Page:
Delaware senators put focus on feeding school kids – Delaware State News

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In whatever way schools open their doors this fall, feeding students will remain one of the pieces of this year’s puzzle.

U.S. Sens. Tom Carper and Chris Coons are among 36 senators urging the U.S. Department of Agriculture to continue addressing food needs throughout the COVID-19 pandemic. If extended throughout the upcoming academic year, “children would maintain access regardless of school opening status, and struggling school nutrition programs would benefit from additional financial relief,” according to a news release.

“The economic crisis caused by the COVID-19 pandemic has also resulted in millions of parents losing their jobs, and millions more students will be dependent on school-provided meals,” the senators wrote in a letter. “School meal program directors must begin procuring food, equipment, and supplies and placing orders now in preparation for the upcoming school year.”

In their letter, the senators pressed for USDA to extend waivers that help ensure low-income students can access school-provided meals next year.

The senators wrote that they wished for the USDA to extend additional waivers nationwide through the next school year, including:

• Unexpected School Closures Waiver

• Afterschool Activity Waiver

• Fresh Fruit and Vegetable Program Parent Pick-Up Waiver

• Waiver of Child Nutrition Monitoring

• Waiver of Food Management Company Contract Duration Requirements

• Waiver of Local School Wellness Assessments

• Area Eligibility Waiver

• Summer Food Service Program (SFSP) and Seamless Summer Option (SSO) Waivers

Additionally, the senators are calling on the USDA to reimburse schools for the transportation costs for delivering meals to low-income students.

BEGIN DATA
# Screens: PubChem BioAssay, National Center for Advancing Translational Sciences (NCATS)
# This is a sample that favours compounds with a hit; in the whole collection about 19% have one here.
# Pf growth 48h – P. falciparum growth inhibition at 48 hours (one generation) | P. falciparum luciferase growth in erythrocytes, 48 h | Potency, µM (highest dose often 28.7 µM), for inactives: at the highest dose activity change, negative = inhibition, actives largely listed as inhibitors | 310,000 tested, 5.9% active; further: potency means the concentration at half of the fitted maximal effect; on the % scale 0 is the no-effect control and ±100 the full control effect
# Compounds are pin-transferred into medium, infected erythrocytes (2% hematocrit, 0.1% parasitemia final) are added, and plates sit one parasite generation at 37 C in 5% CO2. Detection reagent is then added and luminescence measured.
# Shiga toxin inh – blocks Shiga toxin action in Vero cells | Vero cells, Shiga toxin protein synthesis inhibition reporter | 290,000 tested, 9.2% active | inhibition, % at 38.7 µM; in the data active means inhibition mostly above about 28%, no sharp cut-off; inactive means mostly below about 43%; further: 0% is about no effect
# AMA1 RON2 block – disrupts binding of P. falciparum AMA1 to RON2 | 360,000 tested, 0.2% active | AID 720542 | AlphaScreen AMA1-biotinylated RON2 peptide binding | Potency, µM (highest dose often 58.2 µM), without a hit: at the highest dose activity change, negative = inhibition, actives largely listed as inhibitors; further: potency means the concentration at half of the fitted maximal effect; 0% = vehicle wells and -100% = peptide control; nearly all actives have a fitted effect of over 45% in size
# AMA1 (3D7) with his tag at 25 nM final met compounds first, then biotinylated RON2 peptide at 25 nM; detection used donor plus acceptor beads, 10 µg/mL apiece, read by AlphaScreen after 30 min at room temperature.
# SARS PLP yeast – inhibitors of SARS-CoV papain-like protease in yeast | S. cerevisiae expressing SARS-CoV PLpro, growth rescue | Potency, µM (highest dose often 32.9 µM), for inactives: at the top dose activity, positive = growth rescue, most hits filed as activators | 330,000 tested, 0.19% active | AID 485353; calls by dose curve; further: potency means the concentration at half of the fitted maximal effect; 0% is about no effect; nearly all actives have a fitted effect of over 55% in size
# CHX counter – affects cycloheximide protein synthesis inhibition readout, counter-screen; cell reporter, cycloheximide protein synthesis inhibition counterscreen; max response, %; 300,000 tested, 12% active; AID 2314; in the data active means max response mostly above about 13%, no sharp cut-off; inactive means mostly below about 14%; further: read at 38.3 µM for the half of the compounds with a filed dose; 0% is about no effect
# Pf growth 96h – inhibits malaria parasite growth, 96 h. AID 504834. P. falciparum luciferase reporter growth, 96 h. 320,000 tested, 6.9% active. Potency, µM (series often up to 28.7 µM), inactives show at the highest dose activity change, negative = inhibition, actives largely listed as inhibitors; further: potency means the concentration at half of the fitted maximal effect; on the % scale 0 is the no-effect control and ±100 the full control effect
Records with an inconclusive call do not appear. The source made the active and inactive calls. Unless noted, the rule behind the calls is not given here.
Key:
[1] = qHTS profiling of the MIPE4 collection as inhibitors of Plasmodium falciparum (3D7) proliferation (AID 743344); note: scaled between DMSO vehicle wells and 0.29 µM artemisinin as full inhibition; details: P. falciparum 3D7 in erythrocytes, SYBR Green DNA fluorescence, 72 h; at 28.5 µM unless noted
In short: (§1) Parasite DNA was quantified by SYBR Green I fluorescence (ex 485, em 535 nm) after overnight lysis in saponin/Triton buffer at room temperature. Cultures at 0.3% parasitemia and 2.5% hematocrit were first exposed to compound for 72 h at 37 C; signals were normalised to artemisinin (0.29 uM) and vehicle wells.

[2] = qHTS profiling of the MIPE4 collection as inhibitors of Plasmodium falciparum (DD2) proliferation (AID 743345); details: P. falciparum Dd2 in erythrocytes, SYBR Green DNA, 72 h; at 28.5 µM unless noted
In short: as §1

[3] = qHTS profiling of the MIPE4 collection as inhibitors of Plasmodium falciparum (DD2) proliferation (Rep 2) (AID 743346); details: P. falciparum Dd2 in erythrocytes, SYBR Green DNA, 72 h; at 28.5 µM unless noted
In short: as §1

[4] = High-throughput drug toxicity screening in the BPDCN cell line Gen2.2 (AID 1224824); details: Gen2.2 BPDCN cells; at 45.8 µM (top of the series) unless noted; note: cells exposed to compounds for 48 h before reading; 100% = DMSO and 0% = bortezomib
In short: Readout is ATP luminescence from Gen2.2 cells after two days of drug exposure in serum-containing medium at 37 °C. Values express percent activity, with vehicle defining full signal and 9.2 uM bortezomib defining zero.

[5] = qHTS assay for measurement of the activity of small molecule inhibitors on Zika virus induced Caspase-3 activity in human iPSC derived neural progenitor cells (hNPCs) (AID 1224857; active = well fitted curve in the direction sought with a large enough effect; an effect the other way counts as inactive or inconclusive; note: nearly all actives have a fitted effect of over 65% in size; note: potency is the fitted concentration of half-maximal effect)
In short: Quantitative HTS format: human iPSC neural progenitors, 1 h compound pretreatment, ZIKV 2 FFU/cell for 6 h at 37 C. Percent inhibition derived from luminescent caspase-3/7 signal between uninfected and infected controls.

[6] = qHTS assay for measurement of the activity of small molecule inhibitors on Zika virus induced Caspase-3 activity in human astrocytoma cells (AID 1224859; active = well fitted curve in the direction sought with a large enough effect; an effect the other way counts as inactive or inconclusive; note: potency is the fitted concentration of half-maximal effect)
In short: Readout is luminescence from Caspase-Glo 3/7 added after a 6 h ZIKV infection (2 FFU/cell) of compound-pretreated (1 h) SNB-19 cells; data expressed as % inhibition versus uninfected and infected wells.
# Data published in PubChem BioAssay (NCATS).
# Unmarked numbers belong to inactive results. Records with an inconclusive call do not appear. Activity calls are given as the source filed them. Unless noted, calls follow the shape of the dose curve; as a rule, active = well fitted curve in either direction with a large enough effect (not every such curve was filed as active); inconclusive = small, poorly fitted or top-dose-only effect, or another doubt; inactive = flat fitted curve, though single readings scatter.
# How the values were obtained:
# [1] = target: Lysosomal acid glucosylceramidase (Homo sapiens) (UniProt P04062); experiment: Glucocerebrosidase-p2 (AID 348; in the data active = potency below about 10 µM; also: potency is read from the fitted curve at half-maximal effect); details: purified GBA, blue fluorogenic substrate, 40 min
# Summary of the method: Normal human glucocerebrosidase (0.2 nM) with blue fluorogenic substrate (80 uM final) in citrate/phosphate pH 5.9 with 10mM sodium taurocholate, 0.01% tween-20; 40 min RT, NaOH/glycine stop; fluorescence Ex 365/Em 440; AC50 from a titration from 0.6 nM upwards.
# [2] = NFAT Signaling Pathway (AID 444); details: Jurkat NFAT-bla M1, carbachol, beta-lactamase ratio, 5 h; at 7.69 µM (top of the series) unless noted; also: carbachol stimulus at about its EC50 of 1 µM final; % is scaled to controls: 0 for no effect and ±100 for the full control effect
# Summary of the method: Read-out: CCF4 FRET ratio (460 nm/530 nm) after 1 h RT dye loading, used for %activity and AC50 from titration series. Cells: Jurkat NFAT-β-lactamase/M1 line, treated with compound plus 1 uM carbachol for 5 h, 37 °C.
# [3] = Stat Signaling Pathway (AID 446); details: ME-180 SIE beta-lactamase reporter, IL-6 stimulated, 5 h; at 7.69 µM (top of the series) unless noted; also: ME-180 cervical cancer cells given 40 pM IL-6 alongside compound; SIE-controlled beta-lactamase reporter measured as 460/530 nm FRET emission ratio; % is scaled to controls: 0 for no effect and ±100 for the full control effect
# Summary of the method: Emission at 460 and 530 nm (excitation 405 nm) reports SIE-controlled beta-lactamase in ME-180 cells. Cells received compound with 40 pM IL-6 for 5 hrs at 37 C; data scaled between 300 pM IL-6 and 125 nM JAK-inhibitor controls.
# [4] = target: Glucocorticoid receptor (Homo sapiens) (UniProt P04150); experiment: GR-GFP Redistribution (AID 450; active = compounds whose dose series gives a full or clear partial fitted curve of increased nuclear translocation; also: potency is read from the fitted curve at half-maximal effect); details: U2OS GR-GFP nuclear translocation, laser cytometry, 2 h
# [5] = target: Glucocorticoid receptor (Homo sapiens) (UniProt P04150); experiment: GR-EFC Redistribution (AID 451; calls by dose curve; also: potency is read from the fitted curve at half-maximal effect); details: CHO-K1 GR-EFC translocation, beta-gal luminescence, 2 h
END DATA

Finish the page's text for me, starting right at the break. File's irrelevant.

“While many school meal programs are managing these costs for the time-being, they cannot continue absorbing them for the foreseeable future,” the senators wrote. “We ask that the USDA make additional funds available to schools to assist with the cost of delivering meals to low-income students until regular school operations are restored.”

Meanwhile, Delaware issued additional emergency benefits for households participating in the Supplemental Nutrition Assistance Program for July. The Delaware Department of Health and Social Services issued emergency benefits to any household not already receiving the maximum monthly SNAP benefits. SNAP households that already receive the maximum monthly benefit will not receive additional funds.

The emergency benefits were released July 30, and were automatically loaded to recipients’ SNAP Electronic Benefits Transfer cards for use starting July 31.

One in five children struggle with hunger and over 45 percent of households receiving SNAP benefits have children, a news release states.

For the 2019-20 school year, Delaware had approximately 86,000 children eligible for free and reduced-priced lunch, or about 58 percent of children in participating schools.

Many districts rallied to pull together meal service options in the days following Gov. Carney’s mandate that school buildings would close for the rest of the year, and meal programs continued into summer.

Following the closure of schools, the state also issued a P-EBT card — or a Pandemic Electronic Benefit Transfer — for households with children enrolled in kindergarten through 12th grade in a school that participates in the National School Lunch Program, is eligible to receive free or reduced-price school meals when schools are open or attends school where all students receive free school meals.

As of July 27, a total $33,869,371.50 P-EBT benefits were issued, with 91,459 children covered, according to a spokesperson from Delaware Department of Health and Social Services.

The program issued its last benefits June 24, covering the period of when children would have been physically in school — March through June.

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